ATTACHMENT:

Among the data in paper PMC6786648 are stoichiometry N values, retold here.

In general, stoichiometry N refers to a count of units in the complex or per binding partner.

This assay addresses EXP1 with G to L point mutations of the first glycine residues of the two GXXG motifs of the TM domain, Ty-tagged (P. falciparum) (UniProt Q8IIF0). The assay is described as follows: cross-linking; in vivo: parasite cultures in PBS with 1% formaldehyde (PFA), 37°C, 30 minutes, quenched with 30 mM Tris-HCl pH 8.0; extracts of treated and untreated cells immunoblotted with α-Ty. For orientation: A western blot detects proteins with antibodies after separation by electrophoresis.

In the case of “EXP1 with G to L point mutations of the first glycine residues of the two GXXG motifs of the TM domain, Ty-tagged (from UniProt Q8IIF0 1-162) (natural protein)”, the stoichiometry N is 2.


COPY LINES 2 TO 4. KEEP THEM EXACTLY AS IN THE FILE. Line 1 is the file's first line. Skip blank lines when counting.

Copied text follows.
In general, stoichiometry N refers to a count of units in the complex or per binding partner.

This assay addresses EXP1 with G to L point mutations of the first glycine residues of the two GXXG motifs of the TM domain, Ty-tagged (P. falciparum) (UniProt Q8IIF0). The assay is described as follows: cross-linking; in vivo: parasite cultures in PBS with 1% formaldehyde (PFA), 37°C, 30 minutes, quenched with 30 mM Tris-HCl pH 8.0; extracts of treated and untreated cells immunoblotted with α-Ty. For orientation: A western blot detects proteins with antibodies after separation by electrophoresis.

In the case of “EXP1 with G to L point mutations of the first glycine residues of the two GXXG motifs of the TM domain, Ty-tagged (from UniProt Q8IIF0 1-162) (natural protein)”, the stoichiometry N is 2.